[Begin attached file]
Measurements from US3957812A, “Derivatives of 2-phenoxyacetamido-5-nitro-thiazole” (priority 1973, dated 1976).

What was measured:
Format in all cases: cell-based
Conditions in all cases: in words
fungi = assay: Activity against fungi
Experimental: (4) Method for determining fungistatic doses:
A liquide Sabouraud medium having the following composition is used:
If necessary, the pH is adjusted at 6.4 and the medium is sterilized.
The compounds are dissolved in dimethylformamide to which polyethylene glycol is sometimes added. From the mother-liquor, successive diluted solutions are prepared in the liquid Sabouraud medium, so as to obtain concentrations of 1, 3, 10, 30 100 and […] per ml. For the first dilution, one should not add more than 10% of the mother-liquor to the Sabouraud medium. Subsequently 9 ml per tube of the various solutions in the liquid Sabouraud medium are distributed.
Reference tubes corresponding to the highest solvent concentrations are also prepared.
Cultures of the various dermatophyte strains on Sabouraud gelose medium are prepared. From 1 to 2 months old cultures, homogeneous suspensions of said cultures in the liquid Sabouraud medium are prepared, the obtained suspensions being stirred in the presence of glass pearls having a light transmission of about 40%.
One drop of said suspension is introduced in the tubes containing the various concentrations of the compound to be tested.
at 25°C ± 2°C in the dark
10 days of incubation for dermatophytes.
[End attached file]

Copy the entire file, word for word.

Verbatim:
Measurements from US3957812A, “Derivatives of 2-phenoxyacetamido-5-nitro-thiazole” (priority 1973, dated 1976).

What was measured:
Format in all cases: cell-based
Conditions in all cases: in words
fungi = assay: Activity against fungi
Experimental: (4) Method for determining fungistatic doses:
A liquide Sabouraud medium having the following composition is used:
If necessary, the pH is adjusted at 6.4 and the medium is sterilized.
The compounds are dissolved in dimethylformamide to which polyethylene glycol is sometimes added. From the mother-liquor, successive diluted solutions are prepared in the liquid Sabouraud medium, so as to obtain concentrations of 1, 3, 10, 30 100 and […] per ml. For the first dilution, one should not add more than 10% of the mother-liquor to the Sabouraud medium. Subsequently 9 ml per tube of the various solutions in the liquid Sabouraud medium are distributed.
Reference tubes corresponding to the highest solvent concentrations are also prepared.
Cultures of the various dermatophyte strains on Sabouraud gelose medium are prepared. From 1 to 2 months old cultures, homogeneous suspensions of said cultures in the liquid Sabouraud medium are prepared, the obtained suspensions being stirred in the presence of glass pearls having a light transmission of about 40%.
One drop of said suspension is introduced in the tubes containing the various concentrations of the compound to be tested.
at 25°C ± 2°C in the dark
10 days of incubation for dermatophytes.